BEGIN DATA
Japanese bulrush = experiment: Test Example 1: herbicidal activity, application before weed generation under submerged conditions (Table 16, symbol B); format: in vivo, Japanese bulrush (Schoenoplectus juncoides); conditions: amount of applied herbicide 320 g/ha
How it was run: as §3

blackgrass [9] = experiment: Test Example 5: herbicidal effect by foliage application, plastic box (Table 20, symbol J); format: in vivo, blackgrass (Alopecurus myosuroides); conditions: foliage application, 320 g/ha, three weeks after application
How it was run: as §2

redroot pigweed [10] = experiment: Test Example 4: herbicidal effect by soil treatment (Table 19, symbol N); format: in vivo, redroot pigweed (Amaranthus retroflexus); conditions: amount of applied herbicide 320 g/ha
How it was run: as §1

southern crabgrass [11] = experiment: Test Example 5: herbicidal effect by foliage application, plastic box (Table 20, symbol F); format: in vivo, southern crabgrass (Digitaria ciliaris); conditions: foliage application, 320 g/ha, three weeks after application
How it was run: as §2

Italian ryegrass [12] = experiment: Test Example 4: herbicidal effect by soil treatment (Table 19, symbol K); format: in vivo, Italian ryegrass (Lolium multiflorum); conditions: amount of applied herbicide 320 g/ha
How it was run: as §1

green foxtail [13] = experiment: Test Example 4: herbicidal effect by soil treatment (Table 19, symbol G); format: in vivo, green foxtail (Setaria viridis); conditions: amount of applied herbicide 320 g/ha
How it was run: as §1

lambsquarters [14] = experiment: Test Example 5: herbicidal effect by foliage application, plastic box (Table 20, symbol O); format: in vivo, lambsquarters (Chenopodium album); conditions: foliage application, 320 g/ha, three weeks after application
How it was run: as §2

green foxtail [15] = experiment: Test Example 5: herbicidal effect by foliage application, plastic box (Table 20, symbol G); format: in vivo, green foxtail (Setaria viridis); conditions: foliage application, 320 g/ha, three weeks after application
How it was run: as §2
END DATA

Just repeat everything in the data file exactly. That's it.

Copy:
Japanese bulrush = experiment: Test Example 1: herbicidal activity, application before weed generation under submerged conditions (Table 16, symbol B); format: in vivo, Japanese bulrush (Schoenoplectus juncoides); conditions: amount of applied herbicide 320 g/ha
How it was run: as §3

blackgrass [9] = experiment: Test Example 5: herbicidal effect by foliage application, plastic box (Table 20, symbol J); format: in vivo, blackgrass (Alopecurus myosuroides); conditions: foliage application, 320 g/ha, three weeks after application
How it was run: as §2

redroot pigweed [10] = experiment: Test Example 4: herbicidal effect by soil treatment (Table 19, symbol N); format: in vivo, redroot pigweed (Amaranthus retroflexus); conditions: amount of applied herbicide 320 g/ha
How it was run: as §1

southern crabgrass [11] = experiment: Test Example 5: herbicidal effect by foliage application, plastic box (Table 20, symbol F); format: in vivo, southern crabgrass (Digitaria ciliaris); conditions: foliage application, 320 g/ha, three weeks after application
How it was run: as §2

Italian ryegrass [12] = experiment: Test Example 4: herbicidal effect by soil treatment (Table 19, symbol K); format: in vivo, Italian ryegrass (Lolium multiflorum); conditions: amount of applied herbicide 320 g/ha
How it was run: as §1

green foxtail [13] = experiment: Test Example 4: herbicidal effect by soil treatment (Table 19, symbol G); format: in vivo, green foxtail (Setaria viridis); conditions: amount of applied herbicide 320 g/ha
How it was run: as §1

lambsquarters [14] = experiment: Test Example 5: herbicidal effect by foliage application, plastic box (Table 20, symbol O); format: in vivo, lambsquarters (Chenopodium album); conditions: foliage application, 320 g/ha, three weeks after application
How it was run: as §2

green foxtail [15] = experiment: Test Example 5: herbicidal effect by foliage application, plastic box (Table 20, symbol G); format: in vivo, green foxtail (Setaria viridis); conditions: foliage application, 320 g/ha, three weeks after application
How it was run: as §2